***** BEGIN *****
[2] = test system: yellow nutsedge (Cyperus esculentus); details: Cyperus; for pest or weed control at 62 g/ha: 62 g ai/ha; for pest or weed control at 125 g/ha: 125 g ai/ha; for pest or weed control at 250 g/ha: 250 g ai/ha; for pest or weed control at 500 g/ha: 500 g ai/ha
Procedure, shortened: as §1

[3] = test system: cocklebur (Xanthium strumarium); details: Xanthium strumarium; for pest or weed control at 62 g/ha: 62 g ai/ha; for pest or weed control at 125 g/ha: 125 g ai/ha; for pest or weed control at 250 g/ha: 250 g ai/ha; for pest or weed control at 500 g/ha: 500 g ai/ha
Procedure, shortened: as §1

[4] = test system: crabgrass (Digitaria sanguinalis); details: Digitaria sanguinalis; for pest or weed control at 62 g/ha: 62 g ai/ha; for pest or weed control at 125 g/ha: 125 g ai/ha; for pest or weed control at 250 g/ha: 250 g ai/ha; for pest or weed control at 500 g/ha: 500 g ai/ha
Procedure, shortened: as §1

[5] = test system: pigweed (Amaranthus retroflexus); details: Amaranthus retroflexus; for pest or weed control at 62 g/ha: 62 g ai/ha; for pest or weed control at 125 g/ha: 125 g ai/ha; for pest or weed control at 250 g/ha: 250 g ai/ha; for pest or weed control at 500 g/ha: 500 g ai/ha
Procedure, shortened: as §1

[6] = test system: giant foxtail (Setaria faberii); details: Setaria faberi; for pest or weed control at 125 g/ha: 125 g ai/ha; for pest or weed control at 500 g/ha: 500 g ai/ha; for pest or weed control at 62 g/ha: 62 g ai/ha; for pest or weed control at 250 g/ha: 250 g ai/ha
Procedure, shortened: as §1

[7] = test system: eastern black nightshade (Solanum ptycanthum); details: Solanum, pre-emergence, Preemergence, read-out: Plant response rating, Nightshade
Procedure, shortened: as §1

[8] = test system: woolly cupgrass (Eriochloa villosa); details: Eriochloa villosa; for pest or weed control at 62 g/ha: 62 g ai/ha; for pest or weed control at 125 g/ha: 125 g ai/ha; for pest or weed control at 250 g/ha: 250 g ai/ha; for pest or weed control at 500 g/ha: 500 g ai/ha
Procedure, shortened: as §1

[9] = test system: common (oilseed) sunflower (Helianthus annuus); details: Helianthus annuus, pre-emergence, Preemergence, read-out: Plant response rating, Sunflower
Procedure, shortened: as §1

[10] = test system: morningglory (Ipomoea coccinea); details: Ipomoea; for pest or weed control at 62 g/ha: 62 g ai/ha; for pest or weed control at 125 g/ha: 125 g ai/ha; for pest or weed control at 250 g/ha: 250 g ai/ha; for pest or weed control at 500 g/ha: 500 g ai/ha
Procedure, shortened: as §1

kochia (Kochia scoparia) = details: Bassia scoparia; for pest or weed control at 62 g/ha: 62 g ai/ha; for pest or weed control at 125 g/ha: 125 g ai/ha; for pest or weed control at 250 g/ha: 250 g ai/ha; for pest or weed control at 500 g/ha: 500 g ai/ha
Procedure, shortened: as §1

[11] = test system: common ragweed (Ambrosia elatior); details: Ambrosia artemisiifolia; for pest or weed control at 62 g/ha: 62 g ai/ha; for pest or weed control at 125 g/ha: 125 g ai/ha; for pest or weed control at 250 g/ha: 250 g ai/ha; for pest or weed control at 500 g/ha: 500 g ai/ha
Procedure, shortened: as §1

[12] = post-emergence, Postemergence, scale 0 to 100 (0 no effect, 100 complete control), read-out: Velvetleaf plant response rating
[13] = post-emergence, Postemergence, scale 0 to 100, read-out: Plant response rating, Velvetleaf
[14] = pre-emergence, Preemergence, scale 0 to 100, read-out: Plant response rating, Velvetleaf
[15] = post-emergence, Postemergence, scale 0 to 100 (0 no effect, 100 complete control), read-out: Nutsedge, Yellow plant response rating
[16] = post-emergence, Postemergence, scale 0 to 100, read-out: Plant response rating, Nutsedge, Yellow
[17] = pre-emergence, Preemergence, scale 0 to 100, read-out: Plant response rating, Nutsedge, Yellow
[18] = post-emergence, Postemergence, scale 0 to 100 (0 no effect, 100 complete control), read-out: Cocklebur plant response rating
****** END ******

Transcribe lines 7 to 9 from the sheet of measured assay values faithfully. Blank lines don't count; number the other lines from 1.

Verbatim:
[5] = test system: pigweed (Amaranthus retroflexus); details: Amaranthus retroflexus; for pest or weed control at 62 g/ha: 62 g ai/ha; for pest or weed control at 125 g/ha: 125 g ai/ha; for pest or weed control at 250 g/ha: 250 g ai/ha; for pest or weed control at 500 g/ha: 500 g ai/ha
Procedure, shortened: as §1

[6] = test system: giant foxtail (Setaria faberii); details: Setaria faberi; for pest or weed control at 125 g/ha: 125 g ai/ha; for pest or weed control at 500 g/ha: 500 g ai/ha; for pest or weed control at 62 g/ha: 62 g ai/ha; for pest or weed control at 250 g/ha: 250 g ai/ha